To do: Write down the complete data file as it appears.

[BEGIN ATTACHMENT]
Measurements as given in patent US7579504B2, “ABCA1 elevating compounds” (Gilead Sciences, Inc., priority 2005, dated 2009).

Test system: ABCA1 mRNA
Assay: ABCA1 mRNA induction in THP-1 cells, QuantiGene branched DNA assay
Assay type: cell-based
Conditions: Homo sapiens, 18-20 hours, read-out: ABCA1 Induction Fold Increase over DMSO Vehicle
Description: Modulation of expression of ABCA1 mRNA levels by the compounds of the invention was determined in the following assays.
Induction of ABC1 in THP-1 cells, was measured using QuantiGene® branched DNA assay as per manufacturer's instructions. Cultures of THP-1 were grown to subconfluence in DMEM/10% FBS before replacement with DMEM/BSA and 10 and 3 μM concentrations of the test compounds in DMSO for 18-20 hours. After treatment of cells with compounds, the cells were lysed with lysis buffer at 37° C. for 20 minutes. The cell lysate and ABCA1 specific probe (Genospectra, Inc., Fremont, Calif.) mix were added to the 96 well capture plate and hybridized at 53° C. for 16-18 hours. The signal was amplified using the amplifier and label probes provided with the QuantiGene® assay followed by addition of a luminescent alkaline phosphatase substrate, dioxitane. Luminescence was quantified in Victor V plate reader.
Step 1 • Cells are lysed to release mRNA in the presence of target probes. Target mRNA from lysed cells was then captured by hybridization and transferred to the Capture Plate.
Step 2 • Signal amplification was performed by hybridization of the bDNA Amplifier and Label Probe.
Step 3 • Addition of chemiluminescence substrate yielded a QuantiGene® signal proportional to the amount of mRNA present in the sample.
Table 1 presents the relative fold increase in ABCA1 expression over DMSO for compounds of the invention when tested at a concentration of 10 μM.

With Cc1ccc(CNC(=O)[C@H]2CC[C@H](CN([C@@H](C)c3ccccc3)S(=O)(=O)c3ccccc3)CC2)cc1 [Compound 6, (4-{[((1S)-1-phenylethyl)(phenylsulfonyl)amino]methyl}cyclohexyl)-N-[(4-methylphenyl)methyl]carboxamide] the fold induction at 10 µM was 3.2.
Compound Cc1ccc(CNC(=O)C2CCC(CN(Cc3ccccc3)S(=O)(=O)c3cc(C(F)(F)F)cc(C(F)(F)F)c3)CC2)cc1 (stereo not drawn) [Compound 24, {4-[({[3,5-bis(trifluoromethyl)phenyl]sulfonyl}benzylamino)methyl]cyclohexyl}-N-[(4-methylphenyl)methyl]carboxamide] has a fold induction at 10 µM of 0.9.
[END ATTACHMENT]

Measurements as given in patent US7579504B2, “ABCA1 elevating compounds” (Gilead Sciences, Inc., priority 2005, dated 2009).

Test system: ABCA1 mRNA
Assay: ABCA1 mRNA induction in THP-1 cells, QuantiGene branched DNA assay
Assay type: cell-based
Conditions: Homo sapiens, 18-20 hours, read-out: ABCA1 Induction Fold Increase over DMSO Vehicle
Description: Modulation of expression of ABCA1 mRNA levels by the compounds of the invention was determined in the following assays.
Induction of ABC1 in THP-1 cells, was measured using QuantiGene® branched DNA assay as per manufacturer's instructions. Cultures of THP-1 were grown to subconfluence in DMEM/10% FBS before replacement with DMEM/BSA and 10 and 3 μM concentrations of the test compounds in DMSO for 18-20 hours. After treatment of cells with compounds, the cells were lysed with lysis buffer at 37° C. for 20 minutes. The cell lysate and ABCA1 specific probe (Genospectra, Inc., Fremont, Calif.) mix were added to the 96 well capture plate and hybridized at 53° C. for 16-18 hours. The signal was amplified using the amplifier and label probes provided with the QuantiGene® assay followed by addition of a luminescent alkaline phosphatase substrate, dioxitane. Luminescence was quantified in Victor V plate reader.
Step 1 • Cells are lysed to release mRNA in the presence of target probes. Target mRNA from lysed cells was then captured by hybridization and transferred to the Capture Plate.
Step 2 • Signal amplification was performed by hybridization of the bDNA Amplifier and Label Probe.
Step 3 • Addition of chemiluminescence substrate yielded a QuantiGene® signal proportional to the amount of mRNA present in the sample.
Table 1 presents the relative fold increase in ABCA1 expression over DMSO for compounds of the invention when tested at a concentration of 10 μM.

With Cc1ccc(CNC(=O)[C@H]2CC[C@H](CN([C@@H](C)c3ccccc3)S(=O)(=O)c3ccccc3)CC2)cc1 [Compound 6, (4-{[((1S)-1-phenylethyl)(phenylsulfonyl)amino]methyl}cyclohexyl)-N-[(4-methylphenyl)methyl]carboxamide] the fold induction at 10 µM was 3.2.
Compound Cc1ccc(CNC(=O)C2CCC(CN(Cc3ccccc3)S(=O)(=O)c3cc(C(F)(F)F)cc(C(F)(F)F)c3)CC2)cc1 (stereo not drawn) [Compound 24, {4-[({[3,5-bis(trifluoromethyl)phenyl]sulfonyl}benzylamino)methyl]cyclohexyl}-N-[(4-methylphenyl)methyl]carboxamide] has a fold induction at 10 µM of 0.9.